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tomato & ricotta tart

October 5, 2010

It was a rainy weekend.

I really, almost desperately, wanted it to be sunny. To be able to sit in speckled light on the grass. To while a Sunday afternoon away on a soccer pitch. To take photos of beautiful people wearing beautiful outfits and eating beautiful food in the park. Soaking up the Vitamin D.

D for daylight. And dresses. And dancing.

Instead, I got to work and dreamed of sunlit days. Long, meandering days where it’s morning until forever and the golden light of 5 o’clock wanders into still, balmy nights. Pretended that the incessant beating of the rain on the porch roof was the crashing of waves and the rushing of wind through high tree-tops. Wished for long weekends to last for months instead of a meagre three days.

There was solace, however, in the form of produce bought not three days prior. A quiet weekend previous had seen me with a spring in my step and a half hour to spare. Fossicking around at the local greengrocer unearthed a mountain of baby roma and yellow grape tomatoes. Some firm, some squishy, all inviting.

The Bean hates tomatoes. “Why would you want to eat a fr-egetable,” she asks “that tastes like someone has popped a balloon of pee into your mouth?”

(She also hates grapefruit and peas. Her tastebuds are still developing.)

So she didn’t eat the tart, in all its puffy, warm, baked ricotta filled goodness.

And she missed out on the pastry with its light, flaky crumb and the distinct taste of butter.

I, however, did not. And paired with some homemade lemon & ginger beer, it made the perfect brunch for one. Except for the serving size. Which really would have satiated a foursome, but really, who’s counting?

Certainly not me. *burp*

tomato & ricotta tart

you will need:

(for the pastry)

100g flour
100g butter
½ tsp salt
80-100ml water

(for the filling)

250g ricotta
2 beaten eggs
salt & pepper
¼ C thickened cream
a pinch of nutmeg
a pink of paprika
a handful of assorted tomatoes
2tbsp balsamic vinegar

how to do it:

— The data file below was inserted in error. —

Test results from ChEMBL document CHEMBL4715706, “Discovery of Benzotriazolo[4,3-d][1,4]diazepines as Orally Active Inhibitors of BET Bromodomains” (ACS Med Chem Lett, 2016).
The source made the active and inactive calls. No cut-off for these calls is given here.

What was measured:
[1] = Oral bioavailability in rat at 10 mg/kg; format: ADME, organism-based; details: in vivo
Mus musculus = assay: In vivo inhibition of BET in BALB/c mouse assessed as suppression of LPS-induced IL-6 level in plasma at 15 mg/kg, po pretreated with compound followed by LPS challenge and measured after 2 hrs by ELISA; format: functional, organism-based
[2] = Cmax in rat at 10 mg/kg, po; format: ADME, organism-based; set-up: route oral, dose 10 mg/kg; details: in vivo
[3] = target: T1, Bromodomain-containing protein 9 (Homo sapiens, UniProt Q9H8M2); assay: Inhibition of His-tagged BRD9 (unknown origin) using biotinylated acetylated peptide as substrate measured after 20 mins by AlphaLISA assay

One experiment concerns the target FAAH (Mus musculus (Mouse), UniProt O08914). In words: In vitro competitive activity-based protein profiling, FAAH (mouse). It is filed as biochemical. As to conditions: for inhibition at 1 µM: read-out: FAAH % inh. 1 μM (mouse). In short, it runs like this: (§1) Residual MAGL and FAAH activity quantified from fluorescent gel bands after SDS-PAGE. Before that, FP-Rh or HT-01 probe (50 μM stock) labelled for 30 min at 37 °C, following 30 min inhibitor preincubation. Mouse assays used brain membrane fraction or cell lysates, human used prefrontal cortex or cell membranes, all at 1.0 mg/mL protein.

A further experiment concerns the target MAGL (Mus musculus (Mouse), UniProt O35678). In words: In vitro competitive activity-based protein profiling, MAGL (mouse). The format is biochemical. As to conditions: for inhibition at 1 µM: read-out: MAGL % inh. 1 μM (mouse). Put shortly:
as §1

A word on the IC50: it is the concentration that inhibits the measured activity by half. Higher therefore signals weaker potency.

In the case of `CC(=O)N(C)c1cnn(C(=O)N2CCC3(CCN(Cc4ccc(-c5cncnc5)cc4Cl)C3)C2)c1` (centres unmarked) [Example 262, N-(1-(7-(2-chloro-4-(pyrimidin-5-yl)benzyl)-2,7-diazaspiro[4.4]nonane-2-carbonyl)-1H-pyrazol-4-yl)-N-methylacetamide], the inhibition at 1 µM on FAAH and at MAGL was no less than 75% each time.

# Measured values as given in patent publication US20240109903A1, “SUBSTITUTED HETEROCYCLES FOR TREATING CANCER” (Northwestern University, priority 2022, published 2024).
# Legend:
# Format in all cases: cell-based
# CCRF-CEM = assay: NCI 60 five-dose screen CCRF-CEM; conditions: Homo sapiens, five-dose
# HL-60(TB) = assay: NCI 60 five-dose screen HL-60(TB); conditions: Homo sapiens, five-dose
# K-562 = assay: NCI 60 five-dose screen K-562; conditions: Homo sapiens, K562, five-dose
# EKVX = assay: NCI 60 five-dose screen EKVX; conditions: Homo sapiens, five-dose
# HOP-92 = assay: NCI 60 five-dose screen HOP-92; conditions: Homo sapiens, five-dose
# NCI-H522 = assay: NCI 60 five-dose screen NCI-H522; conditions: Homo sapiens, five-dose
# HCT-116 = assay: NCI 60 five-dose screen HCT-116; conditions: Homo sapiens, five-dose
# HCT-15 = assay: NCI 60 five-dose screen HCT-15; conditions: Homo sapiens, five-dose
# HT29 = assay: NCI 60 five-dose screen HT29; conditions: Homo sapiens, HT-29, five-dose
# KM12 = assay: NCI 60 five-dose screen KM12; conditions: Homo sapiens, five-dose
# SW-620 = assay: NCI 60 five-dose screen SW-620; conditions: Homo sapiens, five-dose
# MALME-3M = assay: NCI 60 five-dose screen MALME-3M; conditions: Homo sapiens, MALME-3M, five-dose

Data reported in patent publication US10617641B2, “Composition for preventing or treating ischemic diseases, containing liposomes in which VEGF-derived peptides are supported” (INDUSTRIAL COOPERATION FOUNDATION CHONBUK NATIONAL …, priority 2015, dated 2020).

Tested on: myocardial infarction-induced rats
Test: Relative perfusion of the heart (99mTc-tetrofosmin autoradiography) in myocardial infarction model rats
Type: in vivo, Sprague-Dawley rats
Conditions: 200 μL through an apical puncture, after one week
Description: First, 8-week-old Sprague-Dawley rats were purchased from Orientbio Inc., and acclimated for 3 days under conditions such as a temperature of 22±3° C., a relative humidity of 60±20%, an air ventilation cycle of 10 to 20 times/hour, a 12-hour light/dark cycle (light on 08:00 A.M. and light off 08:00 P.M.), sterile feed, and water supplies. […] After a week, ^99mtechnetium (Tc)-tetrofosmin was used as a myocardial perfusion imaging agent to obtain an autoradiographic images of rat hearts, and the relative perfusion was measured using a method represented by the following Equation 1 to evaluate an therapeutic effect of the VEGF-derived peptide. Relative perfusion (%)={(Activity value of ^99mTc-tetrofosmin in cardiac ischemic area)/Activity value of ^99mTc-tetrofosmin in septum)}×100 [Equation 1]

1. Pastry first. Grate the butter over the flour. Stir in the salt. Add the water a tablespoon at a time, stirring between each tablespoon. Once you can scrunch the dough and have it sort of hold together, you’re in the clear. Work it ever so slightly (trying not to melt the butter) and pat it into a rectangle. Wrap in cling wrap and pop it in the fridge for an hour to rest.

2. When the dough is done chilling, pop it onto a well floured bench and roll into a rectangle. Fold the edges in to the centre like a book, and then fold in half again so the pastry is now a squarish shape. Roll out and repeat.

3. Now roll the pastry out into a vague circle and line the tart tin. Trim the sides and poke holes in the base with a fork. Back in the freezer for half an hour this time while you make the filling.

4. Halve your tomatoes (or if using large tomatoes, cut into slices). Dress with the balsamic and some salt. Let them marinade while you make the rest of the filling up.

5. Whilst the remaining filling ingredients together (ricotta, cream, eggs, spices) until they’re well combined. I use chopsticks for this task. It’s a habit.

6. When the dough is done chilling, pour the filling in and arrange the tomatoes over the top.

7. Bake in a 200°C fan forced oven for 25 minutes, by which time the middle will have set and the top will be golden. Serve as soon as possible for warm tomato & ricotta goodness.

8. While it’s cooling (if you need it to) invert the tart dish over the top to keep the tart walls up – lest your filling spill out and all over the place!


  • #1
    October 5th, 2010

    Those tomatoes look grand 🙂

  • #2
    October 6th, 2010

    Awesome looking tart! Nice write up too.

    Pity about the Bean’s taste bud. Looked like she missed out on something good.

  • #3
    October 6th, 2010

    Hahahaha I love Bean’s description and I kind of agree with her, raw tomatoes are actually not one of my favs. But cooked like this in a tart? I heart it! The colours in that tart are so lovely

  • #4
    October 6th, 2010

    Good tomato makes a big difference doesn’t it? Your crust is perfection! I love it! 🙂

  • #5
    October 6th, 2010

    Spring in a tart! And I love the method of grating butter instead of rubbing it in with fingers – such a time saver for those without a food-processor like me, and so much less greasy.

  • #6
    October 7th, 2010

    Shez that looks sooo moorish!! yum!! and what a great tip to invert the pan … never done that before! 🙂

  • #7
    October 23rd, 2010

    I just signed up to your blogs rss feed. Will you post more on this subject?

Shez